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Montpellier's symbol of Progress

Kelly Salance

 
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A quick walk from our Montpellier Zendesk office, across the Pont Jean Zuccarelli, the short bridge that arches over the city’s winding River Lez, stands an angular structure of azure glass and metal—the Town Hall—that conjures thoughts of Montpellier’s progress while mimicking the relentless movement of the burbling waters at its base.

Designed by architect Jean Nouvel (who designed adventurous buildings such as the Palace of Culture and Congress in Lucerne, Switzerland; the Agbar Tower in Barcelona, Spain; and the Louvre Abu Dhabi) and Montpellier’s own François Fontès, the Town Hall’s parallelepiped—in other words, a three-dimensional parallelogram—dimensions reflect the Port Marianne district’s steady expansion over the past half century.

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Inaugurated in November 2011 by former Mayor Helen Mandroux, the €130 million building was constructed over a four-year period by Bec Construction and Castel & Fromaget (Fayat Group) to serve as a social hub for Montpellier’s citizens, where they could conduct business, throw weddings, or just take in the beauty of their city.

The structure’s mesmerizing design has not gone unnoticed. “Inspiration for the unique form came from the previous town hall, the Hotel de Région, which was loosely based on the Arc de Triumph,” wrote Benjamin Blankenbehler of Architecture Revived in 2015. “The Regional Hall attempted to digitize the classic Arc de Triumph icon into a gridded modern object, and this was pushed further by Nouvel, resulting in a profound and complex structure.”

Blankenbehler saw the Town Hall as setting a new standard for modern architecture. “Subtle shifts of color from green to blue create a striking gradient, punctuated by serrated, translucent, and reflective materials,” he wrote. “Voids of gaping spaces render a three-dimensional maze. The lighting could have come straight out of the movie Tron, and oversized murals adorn some ceilings.”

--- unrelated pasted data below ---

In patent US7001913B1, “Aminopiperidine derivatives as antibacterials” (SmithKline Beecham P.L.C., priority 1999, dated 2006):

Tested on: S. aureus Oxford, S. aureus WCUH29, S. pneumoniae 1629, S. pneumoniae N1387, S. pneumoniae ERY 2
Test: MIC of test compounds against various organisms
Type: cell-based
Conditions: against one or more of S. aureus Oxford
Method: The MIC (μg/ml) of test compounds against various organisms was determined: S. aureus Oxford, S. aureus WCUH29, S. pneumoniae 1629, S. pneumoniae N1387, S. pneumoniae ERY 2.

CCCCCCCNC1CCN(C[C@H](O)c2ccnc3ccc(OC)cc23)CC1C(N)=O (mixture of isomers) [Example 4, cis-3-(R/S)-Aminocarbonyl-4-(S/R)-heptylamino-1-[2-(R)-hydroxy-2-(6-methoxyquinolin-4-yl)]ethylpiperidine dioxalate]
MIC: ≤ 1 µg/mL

For Nouvel, he sees the building as a portal for both the river and the people of Montpellier. “It stands in the sunshine. It is familiar with and wary of the sun, but it plays an ancestral game,” said Nouvel in a statement on his website. “Shadows, reflections, views through the shutters. . .it has taken up residence along the River Lez. It overlooks it and invites it inside, too. It welcomes the river, lets it in, as a guarantee of freshness and vibrant light. It lives on the edge of a large park and the city, besieged by trees. The cobblestones from the square slip right inside the lobby and down to the water.”

When designing the building, Nouvel decided that it needed to offer changing views of the city (which it’s projectable shutters with adjustable louvers achieve nicely). “It is an urban interior, a reinterpretation of the thousands of reasons why people live together, go and visit, or entertain each other,” Nouvel said. “With its trees, gardens, terraces, water, freshness, shadows, light, angles of view, filters, images, and interaction, it seeks to be hospitable and optimistic, aware that its role is to invite all Montpellier residents inside.”